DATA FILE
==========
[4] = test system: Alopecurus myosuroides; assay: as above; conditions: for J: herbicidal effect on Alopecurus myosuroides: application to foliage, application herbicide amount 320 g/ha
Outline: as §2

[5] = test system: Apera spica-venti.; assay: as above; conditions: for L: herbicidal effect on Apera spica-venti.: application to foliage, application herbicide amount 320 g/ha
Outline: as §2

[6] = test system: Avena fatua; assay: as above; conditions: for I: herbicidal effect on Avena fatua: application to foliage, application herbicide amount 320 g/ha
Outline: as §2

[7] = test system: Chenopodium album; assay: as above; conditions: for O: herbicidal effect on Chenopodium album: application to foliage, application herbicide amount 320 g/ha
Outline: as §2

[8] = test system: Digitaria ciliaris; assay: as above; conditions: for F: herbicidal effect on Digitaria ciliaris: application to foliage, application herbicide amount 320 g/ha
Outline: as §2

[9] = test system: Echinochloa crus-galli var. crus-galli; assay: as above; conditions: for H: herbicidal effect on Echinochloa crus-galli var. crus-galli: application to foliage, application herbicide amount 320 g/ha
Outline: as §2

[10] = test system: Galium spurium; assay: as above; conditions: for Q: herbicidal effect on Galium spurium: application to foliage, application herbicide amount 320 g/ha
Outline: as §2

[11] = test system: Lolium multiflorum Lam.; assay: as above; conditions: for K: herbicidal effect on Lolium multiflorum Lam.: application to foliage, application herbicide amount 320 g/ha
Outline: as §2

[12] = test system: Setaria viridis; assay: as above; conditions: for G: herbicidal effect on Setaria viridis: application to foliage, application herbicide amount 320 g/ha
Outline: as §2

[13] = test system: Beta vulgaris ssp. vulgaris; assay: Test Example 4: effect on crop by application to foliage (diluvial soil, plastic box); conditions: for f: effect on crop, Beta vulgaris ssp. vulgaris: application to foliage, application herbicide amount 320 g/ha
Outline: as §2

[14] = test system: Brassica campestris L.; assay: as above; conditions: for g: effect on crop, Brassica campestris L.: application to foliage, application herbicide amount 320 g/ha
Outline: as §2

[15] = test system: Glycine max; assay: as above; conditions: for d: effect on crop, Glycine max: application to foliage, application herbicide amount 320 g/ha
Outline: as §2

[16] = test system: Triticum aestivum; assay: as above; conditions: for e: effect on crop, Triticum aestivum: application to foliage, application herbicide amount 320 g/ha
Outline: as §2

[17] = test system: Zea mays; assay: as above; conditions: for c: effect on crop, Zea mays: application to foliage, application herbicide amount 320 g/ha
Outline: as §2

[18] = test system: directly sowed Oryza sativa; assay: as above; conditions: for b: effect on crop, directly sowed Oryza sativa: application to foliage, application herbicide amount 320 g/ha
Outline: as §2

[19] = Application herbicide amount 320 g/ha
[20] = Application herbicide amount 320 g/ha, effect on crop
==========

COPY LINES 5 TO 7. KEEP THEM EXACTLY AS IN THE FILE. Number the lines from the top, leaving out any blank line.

[6] = test system: Avena fatua; assay: as above; conditions: for I: herbicidal effect on Avena fatua: application to foliage, application herbicide amount 320 g/ha
Outline: as §2

[7] = test system: Chenopodium album; assay: as above; conditions: for O: herbicidal effect on Chenopodium album: application to foliage, application herbicide amount 320 g/ha